MSU’s ACCESS Program Expands with Innovative Online Courses to Reach More Students with Disabilities Ages 14 and Older
Contact: Allison Matthews
STARKVILLE, Mississippi — After more than a decade of giving students with intellectual and developmental disabilities a chance to experience college while learning valuable career and life skills, the State of Mississippi is expanding its reach with online enrichment courses.
ACCESS Online is now open to any student aged 14 or over, regardless of grade level or disability. The ACCESS Online program, among the first of its kind nationally, offers innovative courses taught through MSU’s online platform, Canvas, with a curriculum that helps students improve their functional skills, increase their independence , develop their college and career readiness and develop their self-advocacy skills.
The ACCESS four-year on-campus residential program was established at MSU in 2010 to provide post-secondary education to students who would otherwise not attend college. It is the only comprehensive post-secondary bridging program in the state and offers students the opportunity for a full and inclusive college experience, with an emphasis on academics, career development, independent living and socialization.
“Our mission is to provide students with the knowledge and confidence to gain gainful employment and live as independently as possible in their communities,” said Stacy Jackson, Academic Coordinator.
“With this in mind, we wanted to expand opportunities for more students to gain knowledge and develop their college and career readiness skills. This means increased opportunities for people with disabilities, whether college or a career is their next step, or those who simply want to seek more independence,” she said, crediting the Center for Distance Learning with the university deserves credit for making the additional online program possible.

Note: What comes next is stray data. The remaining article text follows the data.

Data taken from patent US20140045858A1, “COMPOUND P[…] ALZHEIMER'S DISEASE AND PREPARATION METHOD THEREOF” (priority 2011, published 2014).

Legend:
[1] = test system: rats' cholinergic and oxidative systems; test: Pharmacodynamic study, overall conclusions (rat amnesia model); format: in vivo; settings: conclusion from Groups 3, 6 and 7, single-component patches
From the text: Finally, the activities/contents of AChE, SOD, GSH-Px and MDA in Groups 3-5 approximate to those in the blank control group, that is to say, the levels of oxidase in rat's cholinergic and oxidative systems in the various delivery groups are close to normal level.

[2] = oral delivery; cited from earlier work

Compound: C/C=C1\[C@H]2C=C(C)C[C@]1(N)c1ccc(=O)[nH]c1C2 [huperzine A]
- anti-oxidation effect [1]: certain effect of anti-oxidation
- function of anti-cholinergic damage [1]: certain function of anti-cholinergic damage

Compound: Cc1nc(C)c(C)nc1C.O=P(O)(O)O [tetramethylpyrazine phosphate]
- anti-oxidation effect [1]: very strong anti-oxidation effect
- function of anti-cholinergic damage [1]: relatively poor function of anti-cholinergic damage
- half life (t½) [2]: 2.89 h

Enrolling in ACCESS Online courses requires only a simple registration process, and courses are offered in conjunction with MSU’s fall, spring, and summer semesters. Fall and spring courses last 13 weeks, while summer courses last 10 weeks. All classes are self-paced with weekly deadlines and taught by MSU’s certified online ACCESS instructors. Students typically spend three to six hours per week on course content.
Jackson said there are options for full financial sponsorship to cover the cost for eligible Mississippi residents through the Mississippi Department of Rehabilitation Services, and self-pay is also accepted.
She pointed out that high schools can partner with MSU’s ACCESS Online to help achieve Individualized Education Program (IEP) goals and expand student learning options.
Abby Voyles, a special education teacher at New Albany High School, described the experience of an 11th grader currently enrolled in ACCESS Online. NAHS helps facilitate his participation in the program and provides classroom support while he completes his courses.
“We make time throughout the week to help him individually while he works on the material and completes all the homework. This includes watching a lecture, completing guided notes and weekly assignments, as well as a weekly test and bonus work for extra credit,” Voyles explained.
She said NAHS had a positive experience this semester piloting the MSU ACCESS Online program to create more options for special education students. With only one student currently enrolled, she expects more to enroll this fall. She said the parents of her current ACCESS Online student were very supportive and also hoped that he could apply for admission to the ACCESS four-year on-campus residential program after graduating from high school.
“ACCESS Online is not a prerequisite for this, but his parents were happy he had this opportunity,” Voyles said.
Jackson said that in addition to being good for students, “It’s great for special education teachers because it offers student-focused content and curriculum focused on topics like employment or management. money to help students identify their interests and potential careers, as well as how to manage their finances and make wise spending and saving choices.
She said Madison Central High School is also piloting the program and she hopes to see more high schools using it as an important resource. Although the online program is not required to apply for the ACCESS on-campus program, Jackson said some families interested in the on-campus program are using ACCESS Online to build prerequisite skills.
To learn more, contact Jackson at email@example.com or visit www.access.msstate.edu/online-education.
MSU is the main university in Mississippi, available online at www.msstate.edu.